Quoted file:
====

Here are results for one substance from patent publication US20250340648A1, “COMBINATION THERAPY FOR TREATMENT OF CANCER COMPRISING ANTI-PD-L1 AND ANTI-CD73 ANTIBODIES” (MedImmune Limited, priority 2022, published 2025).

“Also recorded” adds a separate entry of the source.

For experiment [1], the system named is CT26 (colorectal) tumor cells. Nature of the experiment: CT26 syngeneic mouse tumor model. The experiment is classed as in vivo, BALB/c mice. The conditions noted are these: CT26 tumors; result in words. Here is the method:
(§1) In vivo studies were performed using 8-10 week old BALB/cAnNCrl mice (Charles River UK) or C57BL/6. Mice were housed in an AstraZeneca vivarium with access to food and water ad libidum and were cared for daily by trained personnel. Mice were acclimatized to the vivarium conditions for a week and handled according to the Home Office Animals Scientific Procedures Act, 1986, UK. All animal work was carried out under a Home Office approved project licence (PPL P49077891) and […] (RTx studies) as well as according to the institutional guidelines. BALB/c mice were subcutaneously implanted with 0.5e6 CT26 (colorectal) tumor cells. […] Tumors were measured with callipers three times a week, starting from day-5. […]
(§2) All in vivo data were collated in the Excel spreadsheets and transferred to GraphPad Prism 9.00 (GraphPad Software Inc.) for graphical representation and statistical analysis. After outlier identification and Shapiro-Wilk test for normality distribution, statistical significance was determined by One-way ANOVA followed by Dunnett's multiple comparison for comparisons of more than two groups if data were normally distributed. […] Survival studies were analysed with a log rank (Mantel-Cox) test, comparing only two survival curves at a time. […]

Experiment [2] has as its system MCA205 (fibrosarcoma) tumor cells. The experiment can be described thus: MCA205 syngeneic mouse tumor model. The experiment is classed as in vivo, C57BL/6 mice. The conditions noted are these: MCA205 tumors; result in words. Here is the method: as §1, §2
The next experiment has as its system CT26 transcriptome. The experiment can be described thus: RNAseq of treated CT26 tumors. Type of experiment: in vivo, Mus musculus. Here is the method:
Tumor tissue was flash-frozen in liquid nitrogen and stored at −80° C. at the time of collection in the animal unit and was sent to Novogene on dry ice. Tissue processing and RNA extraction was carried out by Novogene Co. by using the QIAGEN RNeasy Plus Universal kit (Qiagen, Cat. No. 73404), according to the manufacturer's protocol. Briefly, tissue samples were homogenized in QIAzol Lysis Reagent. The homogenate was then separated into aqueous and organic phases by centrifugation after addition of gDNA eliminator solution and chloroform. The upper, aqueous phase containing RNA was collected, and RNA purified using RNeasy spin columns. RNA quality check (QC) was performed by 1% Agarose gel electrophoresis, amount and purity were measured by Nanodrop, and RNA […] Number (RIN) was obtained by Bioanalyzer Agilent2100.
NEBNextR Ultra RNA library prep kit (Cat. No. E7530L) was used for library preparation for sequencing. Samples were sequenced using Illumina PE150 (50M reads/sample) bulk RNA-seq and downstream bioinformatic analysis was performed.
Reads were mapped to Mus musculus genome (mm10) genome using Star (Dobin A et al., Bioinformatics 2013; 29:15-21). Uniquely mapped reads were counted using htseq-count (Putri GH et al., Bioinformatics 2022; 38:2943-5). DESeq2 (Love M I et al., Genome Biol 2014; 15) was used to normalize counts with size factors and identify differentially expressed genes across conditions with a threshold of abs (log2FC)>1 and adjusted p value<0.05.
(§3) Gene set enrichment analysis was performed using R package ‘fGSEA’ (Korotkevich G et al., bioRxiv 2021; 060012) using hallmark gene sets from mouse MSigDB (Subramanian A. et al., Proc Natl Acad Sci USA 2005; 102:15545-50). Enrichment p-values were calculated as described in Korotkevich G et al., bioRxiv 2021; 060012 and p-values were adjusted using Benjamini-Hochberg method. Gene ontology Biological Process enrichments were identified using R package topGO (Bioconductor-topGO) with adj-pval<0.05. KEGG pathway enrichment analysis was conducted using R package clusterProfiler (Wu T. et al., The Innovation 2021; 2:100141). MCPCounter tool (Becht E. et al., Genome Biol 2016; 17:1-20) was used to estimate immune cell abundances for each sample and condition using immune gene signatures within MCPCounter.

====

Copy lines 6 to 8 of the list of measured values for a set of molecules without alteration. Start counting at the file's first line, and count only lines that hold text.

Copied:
Experiment [2] has as its system MCA205 (fibrosarcoma) tumor cells. The experiment can be described thus: MCA205 syngeneic mouse tumor model. The experiment is classed as in vivo, C57BL/6 mice. The conditions noted are these: MCA205 tumors; result in words. Here is the method: as §1, §2
The next experiment has as its system CT26 transcriptome. The experiment can be described thus: RNAseq of treated CT26 tumors. Type of experiment: in vivo, Mus musculus. Here is the method:
Tumor tissue was flash-frozen in liquid nitrogen and stored at −80° C. at the time of collection in the animal unit and was sent to Novogene on dry ice. Tissue processing and RNA extraction was carried out by Novogene Co. by using the QIAGEN RNeasy Plus Universal kit (Qiagen, Cat. No. 73404), according to the manufacturer's protocol. Briefly, tissue samples were homogenized in QIAzol Lysis Reagent. The homogenate was then separated into aqueous and organic phases by centrifugation after addition of gDNA eliminator solution and chloroform. The upper, aqueous phase containing RNA was collected, and RNA purified using RNeasy spin columns. RNA quality check (QC) was performed by 1% Agarose gel electrophoresis, amount and purity were measured by Nanodrop, and RNA […] Number (RIN) was obtained by Bioanalyzer Agilent2100.